To clear up some unfinished business, here are brief thoughts on a few of the ideas San Francisco’s legislators brought forth at the Board of Supervisors’ role call for introductions:
Supervisor Gerardo Sandoval of District 11 said he wanted to introduce legislation to stop the San Francisco Police Department from seizing on the spot the vehicles of people found to be driving without a license. It’s wrong to take people’s cars without reasonable cause, he suggested, particularly if the only thing they’ve done wrong is to fail to have a license. He also said he would seek an opinion from the San Francisco City Attorney’s Office regarding whether state law requires the city to take cars under these circumstances, or allows local governments to enact their own rules.
At least Sandoval thought to seek a legal opinion instead of charging ahead with legislation that might be made moot by California law. But if the law requires drivers to have a license (and, moreover, to carry it with them when driving), and if it comes to the attention of the police that a person is driving without a license, the commission of a crime is self-evident. It’s not like the old and properly discredited Oakland practice of seizing the cars that people happened to be driving while allegedly committing other crimes such as soliciting prostitution; the evidence of the crime is obvious and it is directly related to the operation of a vehicle.
It seems pretty clear that the cops can exercise sufficient judgment to either let someone whom the owner permits drive the car away, or take the car and store it until such time as the owner can get a licensed driver to the impound yard to take it away. Police can’t be expected to just let an unlicensed driver continue to operate a vehicle, or to park the vehicle in a free and convenient place. Furthermore, a very high percentage of people driving sans license are probably also driving sans insurance. Do you suppose that someone willing to do that will be willing or able to pay for the medical care of someone he or she injures in an accident? No. That cost will either fall to the victim or to the public. Sandoval shouldn’t even bother to draft this legislation — it’s a stinker.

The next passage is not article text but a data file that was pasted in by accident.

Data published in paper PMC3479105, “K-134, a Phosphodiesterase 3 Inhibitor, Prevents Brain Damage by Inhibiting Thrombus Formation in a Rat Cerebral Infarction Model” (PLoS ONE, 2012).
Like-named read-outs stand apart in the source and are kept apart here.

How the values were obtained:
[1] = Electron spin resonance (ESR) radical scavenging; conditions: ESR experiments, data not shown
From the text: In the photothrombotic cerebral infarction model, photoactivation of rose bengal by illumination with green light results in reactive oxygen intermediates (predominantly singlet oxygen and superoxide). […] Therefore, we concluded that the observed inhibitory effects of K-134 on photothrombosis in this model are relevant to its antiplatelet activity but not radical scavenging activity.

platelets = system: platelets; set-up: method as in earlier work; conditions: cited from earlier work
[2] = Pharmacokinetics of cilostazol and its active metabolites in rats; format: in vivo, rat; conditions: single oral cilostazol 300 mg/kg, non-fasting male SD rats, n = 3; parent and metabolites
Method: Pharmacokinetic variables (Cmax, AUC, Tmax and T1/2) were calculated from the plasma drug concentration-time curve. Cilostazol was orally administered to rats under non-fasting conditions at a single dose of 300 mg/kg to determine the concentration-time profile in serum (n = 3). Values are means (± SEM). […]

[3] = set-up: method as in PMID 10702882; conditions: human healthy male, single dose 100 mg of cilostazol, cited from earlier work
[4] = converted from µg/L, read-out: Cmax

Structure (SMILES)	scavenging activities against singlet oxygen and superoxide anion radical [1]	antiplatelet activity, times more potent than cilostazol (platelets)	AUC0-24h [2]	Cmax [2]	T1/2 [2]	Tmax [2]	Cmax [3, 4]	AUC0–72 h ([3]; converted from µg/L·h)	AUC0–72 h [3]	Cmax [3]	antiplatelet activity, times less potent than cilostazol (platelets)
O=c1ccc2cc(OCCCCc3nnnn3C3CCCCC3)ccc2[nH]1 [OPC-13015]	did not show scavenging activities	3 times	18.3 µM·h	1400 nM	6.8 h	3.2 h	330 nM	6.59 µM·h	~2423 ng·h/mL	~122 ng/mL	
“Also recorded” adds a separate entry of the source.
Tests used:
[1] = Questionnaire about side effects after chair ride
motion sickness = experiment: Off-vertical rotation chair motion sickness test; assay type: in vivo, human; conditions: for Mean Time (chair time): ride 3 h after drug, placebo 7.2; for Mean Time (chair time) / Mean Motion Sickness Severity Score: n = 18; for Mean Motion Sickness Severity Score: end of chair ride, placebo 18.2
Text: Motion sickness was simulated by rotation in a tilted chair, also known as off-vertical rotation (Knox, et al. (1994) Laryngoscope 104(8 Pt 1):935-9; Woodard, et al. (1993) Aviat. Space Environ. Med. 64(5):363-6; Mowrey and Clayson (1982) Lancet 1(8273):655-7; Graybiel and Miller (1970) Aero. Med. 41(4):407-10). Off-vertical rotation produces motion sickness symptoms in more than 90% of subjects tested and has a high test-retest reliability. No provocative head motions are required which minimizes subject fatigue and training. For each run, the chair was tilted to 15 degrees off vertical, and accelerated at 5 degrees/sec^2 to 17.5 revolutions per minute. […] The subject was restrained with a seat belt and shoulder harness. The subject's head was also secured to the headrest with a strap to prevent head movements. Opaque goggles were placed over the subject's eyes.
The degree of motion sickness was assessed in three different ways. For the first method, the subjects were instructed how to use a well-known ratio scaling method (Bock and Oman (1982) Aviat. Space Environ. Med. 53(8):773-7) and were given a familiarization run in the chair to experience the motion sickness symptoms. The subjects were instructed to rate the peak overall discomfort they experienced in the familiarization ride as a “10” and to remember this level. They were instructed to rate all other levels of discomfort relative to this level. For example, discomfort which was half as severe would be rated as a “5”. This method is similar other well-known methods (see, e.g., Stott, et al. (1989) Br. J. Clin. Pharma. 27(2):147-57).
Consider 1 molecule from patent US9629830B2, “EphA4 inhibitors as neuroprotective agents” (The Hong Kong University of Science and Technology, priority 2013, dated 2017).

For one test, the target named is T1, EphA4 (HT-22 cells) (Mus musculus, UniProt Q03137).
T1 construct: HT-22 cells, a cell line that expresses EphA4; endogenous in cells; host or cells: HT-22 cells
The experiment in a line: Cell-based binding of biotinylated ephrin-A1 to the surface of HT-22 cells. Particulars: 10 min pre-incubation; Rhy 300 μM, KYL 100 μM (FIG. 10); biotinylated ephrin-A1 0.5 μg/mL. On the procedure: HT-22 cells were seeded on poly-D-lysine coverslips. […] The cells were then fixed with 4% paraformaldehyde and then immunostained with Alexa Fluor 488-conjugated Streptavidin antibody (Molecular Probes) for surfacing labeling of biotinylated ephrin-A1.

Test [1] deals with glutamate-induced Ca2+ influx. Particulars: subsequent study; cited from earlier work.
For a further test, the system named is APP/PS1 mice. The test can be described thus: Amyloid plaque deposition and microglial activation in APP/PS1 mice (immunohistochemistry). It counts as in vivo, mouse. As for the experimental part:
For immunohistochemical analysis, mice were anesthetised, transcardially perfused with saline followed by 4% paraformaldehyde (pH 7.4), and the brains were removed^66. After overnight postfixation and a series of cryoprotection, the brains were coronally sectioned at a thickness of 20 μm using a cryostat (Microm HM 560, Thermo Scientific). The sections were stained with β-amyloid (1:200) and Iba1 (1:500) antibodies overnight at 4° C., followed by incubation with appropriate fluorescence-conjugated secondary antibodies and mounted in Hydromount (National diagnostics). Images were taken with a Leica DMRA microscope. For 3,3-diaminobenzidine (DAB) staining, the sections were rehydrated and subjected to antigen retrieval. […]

Supervisor Jake McGoldrick of District 1 had two interesting ideas. One, to create an interagency task force on the installation of new conduit (such as for fiber-optic cable), I’ll leave until I see the language. The other idea was to require that half the members of all San Francisco chartered boards and commissions be women. While I’m not comfortable with the idea that people should be accepted or rejected for voluntary public service on the basis of their gender or gender identity, I think McGoldrick’s idea makes a good goal or benchmark for the members of these bodies when viewed in the aggregate. But it’s hard enough to get qualified, reasonable people to serve on city boards and commissions, as evidenced by some members of the Planning Commission. McGoldrick should be wary of the potential for his proposal to throw a monkey wrench into the already balky machinery of city government by either slowing down the appointment process (and potentially preventing commissions from meeting due to lack of a quorum) or pushing through candidates with less than ideal qualifications just because of what side of their shirts the buttons are on.
Supervisor Ross Mirkarimi of District 5 continues to be fascinating. He proposed legislation to allow people to register their rooftop photovoltaic or passive solar equipment with the city, and to protect registered equipment from being shaded by future development.
Now, as a practical matter it’s likely that the Planning Commission and members of the Planning Department staff would follow these regulations very loosely. But suppose that the rules were strictly enforced. Don’t like the rumors that your neighbor plans to add another story? If it would shade your roof, quick, put up a panel and register it — much faster and maybe cheaper than hiring a land-use attorney to block the addition. Mirkarimi’s proposal could have interesting implications for much future development all over the city, from residential pop-ups to commercial structures and apartment buildings. It also makes me wonder where in District 5 such solar equipment is in place, and who it belongs to.
Supervisor Michela Alioto-Pier of District 2 suggested a requirement that all city-owned TVs in public places display closed-captioning. As long as there are no technical problems or costs I don’t know about, this seems like a good and simple idea. Not only would it give the hearing-impaired equitable access to whatever is being displayed on TV, but it also would help people with normal hearing whenever there is too much ambient noise to hear the television. A good one from Alioto-Pier.
Supervisors expressed the intention to introduce other legislation as well, some of it potentially important, but these are the ones that I found interesting and within my ability to comment.
Finally, turning our attention away from legislation, our word for the week (give yourself a gold star for good listening if you know why I chose this word): artesian. “Artesian” is an adjective used to describe a well in which the water rises to the surface under the pressure of its underground source. The Wikipedia entry even has a nifty little drawing showing how such a pressure system works.